Monday, January 30th, 2023
Monday, January 30th, 2023

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Sportsmen Since 1967

SHC can’t agree whether $200K is still in budget for mentoring

Madison — The Sporting Heritage Council (SHC) is trying to get back on the mentoring track after the nightmare of the $500,000 grant that was awarded to the United Sportsmen of Wisconsin Foundation (USWF).

The grant was cancelled by Gov. Scott Walker after USWF did not have the required tax documents to receive the grant.

Then the USWF president and representative on the SHC (Andy Pantzlaff, of Maribel) resigned from the council, at the request of other members, due to a past bear hunting violation.

Ralph Fritsch, SHC member representing the Wisconsin Wildlife Federation, set the tone for the Oct. 24 meeting when he said that what the council went through “was a fiasco.” He had never received so many phone calls from people concerned about what happened.

Fritsch added that the grant could now be in jeopardy and he thought that the entire $28 million that the DNR receives from the federal government via the Pittman-Robertson (P-R) sporting arms and ammunition excise tax could have been jeopardized.

“I believe in moving forward, but I got my *&$!@ kicked on this,” said a clearly unhappy and upset Fritsch.

DNR Executive Assistant Scott Gunderson chairs the SHC. He said the DNR did not craft the legislation and said the agency flagged potential concerns over losing P-R funds in the way the legislation was first presented. But, he said losing the federal funds was never in doubt because Walker, in approving the budget, switched out the proposed use of P-R money for the grant to state tax money.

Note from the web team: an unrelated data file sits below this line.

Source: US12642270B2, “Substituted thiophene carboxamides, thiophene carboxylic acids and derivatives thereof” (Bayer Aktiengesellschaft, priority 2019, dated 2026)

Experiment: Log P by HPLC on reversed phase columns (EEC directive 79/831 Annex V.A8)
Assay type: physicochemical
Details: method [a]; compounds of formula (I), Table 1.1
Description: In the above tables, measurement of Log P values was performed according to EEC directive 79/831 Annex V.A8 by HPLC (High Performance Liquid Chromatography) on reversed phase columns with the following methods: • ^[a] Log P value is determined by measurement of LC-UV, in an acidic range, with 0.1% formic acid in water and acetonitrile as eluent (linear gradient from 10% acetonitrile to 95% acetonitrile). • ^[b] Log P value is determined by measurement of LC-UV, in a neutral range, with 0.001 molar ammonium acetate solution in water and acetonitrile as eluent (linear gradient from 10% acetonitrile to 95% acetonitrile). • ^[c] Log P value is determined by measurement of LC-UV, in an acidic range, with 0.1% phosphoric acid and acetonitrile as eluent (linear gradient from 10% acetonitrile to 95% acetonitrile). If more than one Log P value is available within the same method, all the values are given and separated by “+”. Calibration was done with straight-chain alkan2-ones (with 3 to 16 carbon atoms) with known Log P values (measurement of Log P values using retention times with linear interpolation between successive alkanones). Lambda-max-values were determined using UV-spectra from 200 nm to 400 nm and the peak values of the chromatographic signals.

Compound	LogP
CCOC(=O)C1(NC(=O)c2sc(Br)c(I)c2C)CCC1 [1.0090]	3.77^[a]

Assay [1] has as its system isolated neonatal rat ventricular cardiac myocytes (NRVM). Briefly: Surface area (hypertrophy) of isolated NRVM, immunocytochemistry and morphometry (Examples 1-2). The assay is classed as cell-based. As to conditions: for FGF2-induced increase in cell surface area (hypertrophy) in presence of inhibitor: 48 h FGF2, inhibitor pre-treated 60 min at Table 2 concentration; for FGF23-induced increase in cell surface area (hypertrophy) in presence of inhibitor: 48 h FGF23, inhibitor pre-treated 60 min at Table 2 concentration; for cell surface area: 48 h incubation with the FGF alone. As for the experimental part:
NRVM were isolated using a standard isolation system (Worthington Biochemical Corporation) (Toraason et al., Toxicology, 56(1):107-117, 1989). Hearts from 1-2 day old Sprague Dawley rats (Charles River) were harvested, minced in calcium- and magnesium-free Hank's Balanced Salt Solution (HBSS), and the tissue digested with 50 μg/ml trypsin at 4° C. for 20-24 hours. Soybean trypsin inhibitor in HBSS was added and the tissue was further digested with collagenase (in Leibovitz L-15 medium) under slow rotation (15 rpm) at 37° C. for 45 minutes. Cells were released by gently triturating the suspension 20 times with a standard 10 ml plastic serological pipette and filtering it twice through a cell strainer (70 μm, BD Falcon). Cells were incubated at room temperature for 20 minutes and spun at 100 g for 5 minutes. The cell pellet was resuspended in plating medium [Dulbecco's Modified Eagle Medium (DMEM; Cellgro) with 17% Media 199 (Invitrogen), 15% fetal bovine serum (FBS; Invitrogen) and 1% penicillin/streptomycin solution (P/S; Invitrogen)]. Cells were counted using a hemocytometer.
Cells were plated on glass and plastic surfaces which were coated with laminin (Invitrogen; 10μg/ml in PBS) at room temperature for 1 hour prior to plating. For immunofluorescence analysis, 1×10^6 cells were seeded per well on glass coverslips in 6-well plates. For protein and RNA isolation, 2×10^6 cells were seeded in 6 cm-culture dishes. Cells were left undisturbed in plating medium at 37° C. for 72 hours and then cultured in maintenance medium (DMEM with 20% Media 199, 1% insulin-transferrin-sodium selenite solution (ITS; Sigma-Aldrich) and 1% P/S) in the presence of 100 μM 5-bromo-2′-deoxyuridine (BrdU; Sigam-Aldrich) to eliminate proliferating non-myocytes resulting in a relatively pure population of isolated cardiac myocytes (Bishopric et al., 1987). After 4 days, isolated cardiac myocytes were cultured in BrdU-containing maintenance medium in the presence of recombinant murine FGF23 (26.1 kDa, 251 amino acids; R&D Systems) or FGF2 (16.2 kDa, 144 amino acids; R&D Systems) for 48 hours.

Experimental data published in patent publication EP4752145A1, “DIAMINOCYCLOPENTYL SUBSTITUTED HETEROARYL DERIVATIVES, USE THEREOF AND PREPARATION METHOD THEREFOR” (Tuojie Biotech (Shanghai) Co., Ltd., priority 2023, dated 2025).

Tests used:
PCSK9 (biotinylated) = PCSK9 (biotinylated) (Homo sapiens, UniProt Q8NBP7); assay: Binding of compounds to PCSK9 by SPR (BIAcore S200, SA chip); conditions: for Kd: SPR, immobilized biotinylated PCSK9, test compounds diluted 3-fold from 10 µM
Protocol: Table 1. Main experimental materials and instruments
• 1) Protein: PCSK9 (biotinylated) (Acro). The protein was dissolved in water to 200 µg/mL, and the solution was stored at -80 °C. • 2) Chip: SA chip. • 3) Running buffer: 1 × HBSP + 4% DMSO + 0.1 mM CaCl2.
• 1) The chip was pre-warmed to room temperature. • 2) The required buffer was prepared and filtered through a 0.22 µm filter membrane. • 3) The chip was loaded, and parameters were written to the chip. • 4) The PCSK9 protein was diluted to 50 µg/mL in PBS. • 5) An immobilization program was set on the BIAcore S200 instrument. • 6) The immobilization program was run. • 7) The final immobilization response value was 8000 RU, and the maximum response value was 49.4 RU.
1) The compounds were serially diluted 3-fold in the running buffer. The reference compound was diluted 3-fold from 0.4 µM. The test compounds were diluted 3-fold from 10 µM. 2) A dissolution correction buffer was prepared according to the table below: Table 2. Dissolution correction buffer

Joe Caputo, SHC member representing the Conservation Congress, echoed Fritsch’s frustrations and asked for a voice vote to encourage the DNR and the Legislature in support of a grant to support recruitment of hunters, anglers, and trappers.

It became clear there are two potential ways to fund grants: one from state tax revenues and another from federal P-R dollars. The first would require the state to designate scarce tax dollars for grants and the second would require that the DNR come up with the program, but without legislative backing. Then P-R funds could be used legally.

Council members also favored smaller grants to several groups rather than one large grant to just one group.

Rep. Nick Milroy (D-South Range) said that he thought the SHC needed to voice its support that the $200,000 put in the budget for a 2013 grant, but then canceled by the governor, be declared still available. He thought what was needed was a message to the Legislature to rewrite the rules so that groups still could receive this money.

Caputo agreed, saying the SHC needed to go on record.

Sen. Neal Kedzie (R-Elkhorn), though, said that the SHC is not a legislative body and he urged the council to tread cautiously.

Caputo and Fritsch wanted a vote in order to show the public where the SHC stands.

“A nod is not sufficient,” Caputo said.

Ben Gruber, SHC member representing angling groups, supported the idea of making a recommendation.